Smoking during pregnancy increases cancer risk in child

Smoking during pregnancy increases a child?s likelihood of developing cancer. – New research by the Cancer Institute NSW has provided the strongest indication yet that smoking during pregnancy increases a child’s likelihood of developing cancer.

Early C-section babies have health problems

Babies delivered by C-section before 39 weeks more likely to have serious health problems – A new study has found that babies delivered by elective Caesarean section before 39 weeks of pregnancy, to mothers who previously had an elective C-section, are much more likely to have serious health problems than newborns delivered under the same circumstances at 39 weeks.

Antibiotic use in ICU increases survival

Preventive antibiotic use in intensive care units (ICUs) increases patient’s chance of survival. – Administering antibiotics as a preventive measure to patients in intensive care units (ICUs) increases their chances of survival.

Breathing life into injured lungs before lung transplant

Breathing life into injured lungs: World-first technique will expand lung donor organ pool – For the first time in the world, transplant surgeons at Toronto General Hospital, University Health Network used a new technique to repair an injured donor lung that was unsuitable for transplant, and then successfully transplanted it into a patient.

RFID may pose hazards to medical equipments

Electromagnetic interference from some identification devices like radio frequency identification devices RFID may pose hazards to critical care medical equipments in hospitals. – The use of radio frequency identification devices RFID appears to have the potential to cause critical care medical equipment to malfunction. Electromagnetic interference from these identification devices pose hazards to critical care medical equipments in hospitals and nursing homes.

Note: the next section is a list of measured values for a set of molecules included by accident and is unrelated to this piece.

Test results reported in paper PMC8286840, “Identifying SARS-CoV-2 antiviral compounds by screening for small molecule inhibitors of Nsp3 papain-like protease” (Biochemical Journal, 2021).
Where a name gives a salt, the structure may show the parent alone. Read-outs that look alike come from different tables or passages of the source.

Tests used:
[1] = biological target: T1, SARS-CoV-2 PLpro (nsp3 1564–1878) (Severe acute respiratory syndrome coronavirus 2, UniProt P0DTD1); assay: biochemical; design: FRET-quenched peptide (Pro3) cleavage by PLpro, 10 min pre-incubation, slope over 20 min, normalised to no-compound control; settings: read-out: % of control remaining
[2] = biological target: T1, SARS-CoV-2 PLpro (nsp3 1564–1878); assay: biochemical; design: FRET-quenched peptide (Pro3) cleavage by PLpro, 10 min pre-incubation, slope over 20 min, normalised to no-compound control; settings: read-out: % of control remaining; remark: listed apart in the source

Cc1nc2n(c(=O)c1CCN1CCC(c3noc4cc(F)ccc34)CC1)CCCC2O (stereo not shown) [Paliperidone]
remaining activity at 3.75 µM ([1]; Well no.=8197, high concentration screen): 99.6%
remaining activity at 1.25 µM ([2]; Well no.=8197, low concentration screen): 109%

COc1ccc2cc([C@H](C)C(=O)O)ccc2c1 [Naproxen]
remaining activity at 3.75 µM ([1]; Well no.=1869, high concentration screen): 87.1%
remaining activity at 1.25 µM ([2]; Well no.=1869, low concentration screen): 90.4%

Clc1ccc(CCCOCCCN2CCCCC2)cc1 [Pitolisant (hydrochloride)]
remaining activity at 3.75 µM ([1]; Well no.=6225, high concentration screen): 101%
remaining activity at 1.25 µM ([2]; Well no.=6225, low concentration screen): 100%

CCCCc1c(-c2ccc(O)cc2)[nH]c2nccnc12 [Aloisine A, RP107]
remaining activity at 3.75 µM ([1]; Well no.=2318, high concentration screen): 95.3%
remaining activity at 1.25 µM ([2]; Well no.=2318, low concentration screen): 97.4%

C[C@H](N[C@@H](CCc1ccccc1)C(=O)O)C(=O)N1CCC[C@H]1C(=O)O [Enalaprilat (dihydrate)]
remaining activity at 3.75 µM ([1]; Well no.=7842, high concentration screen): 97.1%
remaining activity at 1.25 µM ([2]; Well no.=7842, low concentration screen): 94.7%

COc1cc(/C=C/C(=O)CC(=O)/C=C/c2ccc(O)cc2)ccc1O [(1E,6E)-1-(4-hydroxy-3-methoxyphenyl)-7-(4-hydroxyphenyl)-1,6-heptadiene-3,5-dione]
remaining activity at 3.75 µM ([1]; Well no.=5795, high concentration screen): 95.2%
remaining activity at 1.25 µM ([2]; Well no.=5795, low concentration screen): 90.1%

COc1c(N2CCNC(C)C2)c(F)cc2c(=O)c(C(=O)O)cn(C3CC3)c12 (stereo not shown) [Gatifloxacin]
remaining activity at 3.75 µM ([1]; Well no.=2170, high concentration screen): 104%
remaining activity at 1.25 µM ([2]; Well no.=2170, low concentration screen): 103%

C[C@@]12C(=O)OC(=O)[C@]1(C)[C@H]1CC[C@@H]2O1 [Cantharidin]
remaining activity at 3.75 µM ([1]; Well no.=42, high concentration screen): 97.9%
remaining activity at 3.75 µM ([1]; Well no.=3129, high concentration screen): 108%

MRSA infection risk after facelift surgery

Methicillin-resistant S aureus?positive surgical site infection is an increasingly problematic issue in all surgical fields. In the future, MRSA-positive infections will be more prevalent and will require well-developed screening, prevention, and treatment strategies. – About one-half percent of patients undergoing facelift surgery at one outpatient surgical center between 2001 and 2007 developed methicillin-resistant Staphylococcus aureus (MRSA) infections, according to a report in the March/April issue of Archives of Facial Plastic Surgery, one of the JAMA/Archives journals.